Draper Elementary students to celebrate Chinese New Year in a COVID-19 safe mannerFeb 16, 2021 02:29PM ● By Julie Slama
In 2018, then Draper Elementary first-graders performed “Jasmine Flower” with traditional fans, but this year’s annual Chinese New Year’s celebration will likely have them sharing their singing the song in their classroom seats on video. (Julie Slama/City Journals)
By Julie Slama | [email protected]
At Draper Elementary, a long-standing tradition has been gathering in the multipurpose room celebrating Chinese language and culture for Chinese New Year.
This year, the school’s Chinese New Year celebration will look different. Each dual immersion classroom will still perform, but it will be recorded. Then, all the recordings will be edited together and shared on Feb. 16 in the classrooms. It also will be made available to online students and parents, said Cyndi Lin, fourth-grade teacher who is coordinating the production.
“Because of COVID, we needed to change the platform,” she said. “And with social distancing, we will keep it simple and have students sing a song or perform in their own seats.”
As of press deadline, the program was still being finalized, but Lin anticipated first-graders singing “Jasmine Flower,” third-graders stacking cups, fourth-graders performing the lion dance and fifth-graders reciting Chinese poetry. She said second-grade, which usually performs with fans, is brainstorming what will work since they need to social distance.
In addition to the assembly, classrooms usually have a celebration as well.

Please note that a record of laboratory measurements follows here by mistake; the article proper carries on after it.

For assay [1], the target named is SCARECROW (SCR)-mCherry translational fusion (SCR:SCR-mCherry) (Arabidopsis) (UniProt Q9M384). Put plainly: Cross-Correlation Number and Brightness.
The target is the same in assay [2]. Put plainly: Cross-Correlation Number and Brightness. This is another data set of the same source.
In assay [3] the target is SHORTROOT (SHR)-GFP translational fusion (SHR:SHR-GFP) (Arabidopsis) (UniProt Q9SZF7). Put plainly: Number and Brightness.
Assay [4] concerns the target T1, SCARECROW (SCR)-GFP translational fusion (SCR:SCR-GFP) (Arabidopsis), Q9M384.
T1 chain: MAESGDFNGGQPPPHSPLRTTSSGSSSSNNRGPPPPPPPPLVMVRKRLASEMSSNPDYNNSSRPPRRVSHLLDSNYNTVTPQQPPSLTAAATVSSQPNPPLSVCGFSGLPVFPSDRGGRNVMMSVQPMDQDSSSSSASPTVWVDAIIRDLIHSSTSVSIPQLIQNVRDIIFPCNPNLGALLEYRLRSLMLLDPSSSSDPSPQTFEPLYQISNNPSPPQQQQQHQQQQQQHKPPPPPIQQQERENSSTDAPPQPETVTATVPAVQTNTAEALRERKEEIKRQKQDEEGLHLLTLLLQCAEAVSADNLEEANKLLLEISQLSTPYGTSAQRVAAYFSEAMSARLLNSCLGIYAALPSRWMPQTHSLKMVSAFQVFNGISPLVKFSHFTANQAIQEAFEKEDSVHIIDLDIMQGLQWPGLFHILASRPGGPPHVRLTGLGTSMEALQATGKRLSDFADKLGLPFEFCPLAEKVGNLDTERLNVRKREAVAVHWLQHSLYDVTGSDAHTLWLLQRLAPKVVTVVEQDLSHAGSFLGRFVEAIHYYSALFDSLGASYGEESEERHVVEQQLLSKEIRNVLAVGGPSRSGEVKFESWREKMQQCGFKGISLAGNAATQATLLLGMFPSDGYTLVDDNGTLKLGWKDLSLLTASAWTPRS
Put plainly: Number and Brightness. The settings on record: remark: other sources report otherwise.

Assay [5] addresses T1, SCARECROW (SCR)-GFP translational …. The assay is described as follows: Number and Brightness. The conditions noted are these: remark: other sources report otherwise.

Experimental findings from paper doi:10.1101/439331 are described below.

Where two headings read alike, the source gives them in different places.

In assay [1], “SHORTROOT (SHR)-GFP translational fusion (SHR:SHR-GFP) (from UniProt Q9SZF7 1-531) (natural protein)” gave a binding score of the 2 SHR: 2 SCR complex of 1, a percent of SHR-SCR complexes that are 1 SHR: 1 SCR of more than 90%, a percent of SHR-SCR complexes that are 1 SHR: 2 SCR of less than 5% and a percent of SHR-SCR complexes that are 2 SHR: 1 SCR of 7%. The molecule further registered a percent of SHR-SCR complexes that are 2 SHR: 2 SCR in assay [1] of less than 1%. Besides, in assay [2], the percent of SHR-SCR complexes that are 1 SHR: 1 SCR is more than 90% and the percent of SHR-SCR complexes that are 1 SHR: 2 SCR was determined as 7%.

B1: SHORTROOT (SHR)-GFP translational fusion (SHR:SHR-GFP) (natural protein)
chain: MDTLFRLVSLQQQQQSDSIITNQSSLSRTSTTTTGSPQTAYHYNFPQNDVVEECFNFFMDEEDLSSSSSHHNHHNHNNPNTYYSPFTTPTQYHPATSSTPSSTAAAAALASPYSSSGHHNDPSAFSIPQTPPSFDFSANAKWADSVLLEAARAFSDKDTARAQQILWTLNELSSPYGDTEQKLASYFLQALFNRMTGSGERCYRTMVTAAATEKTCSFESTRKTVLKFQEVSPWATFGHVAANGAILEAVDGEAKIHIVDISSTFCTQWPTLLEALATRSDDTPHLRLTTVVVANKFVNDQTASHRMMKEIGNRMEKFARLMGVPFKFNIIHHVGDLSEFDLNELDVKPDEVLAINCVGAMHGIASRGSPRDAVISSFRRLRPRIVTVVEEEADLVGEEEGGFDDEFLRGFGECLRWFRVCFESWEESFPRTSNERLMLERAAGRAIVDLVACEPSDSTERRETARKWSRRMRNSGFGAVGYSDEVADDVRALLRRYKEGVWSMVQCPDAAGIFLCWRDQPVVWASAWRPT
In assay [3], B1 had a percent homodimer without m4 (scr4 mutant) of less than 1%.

“This year, instead of having the traditional dumpling tasting, we may buy traditional Chinese rice crackers, which are individually wrapped,” she said.
They also will distribute red envelopes to all the students. In it, will be a piece of Chinese candy. This year, Lin said they may also include pretend money.
“It is a big holiday for Chinese culture—as big as Christmas. We don’t exchange gifts, but the kids get red envelopes with money in them. It’s how we express love to offspring and teach them how to manage money so we may do it with fake money this year to teach that lesson,” she said.
Students also will learn more about the holiday and the Year of the Ox.
“Those who are born this year, the Year of the Ox, will learn its importance to people shown in characteristics like hard work, patience and kindness. We’ll also talk about the importance of the holiday,” Lin said.
Crafts are also another part of the celebration. Students will be learning the practice of paper cutting and be able to decorate the school and their homes. Fifth-graders also will practice Chinese calligraphy writing the words “spring” and “happiness.”
She added that students also may be able to make an ox mask to celebrate the Year of the Ox.
“It’s important that students celebrate since they are learning the Chinee language to get to know the culture,” Lin said. “It will help them get to know more about the language and understand it better. It will make everyone happy to see the holiday spirit.”
Draper Elementary has held a new year celebration since the introduction of the dual immersion program in 2009-10.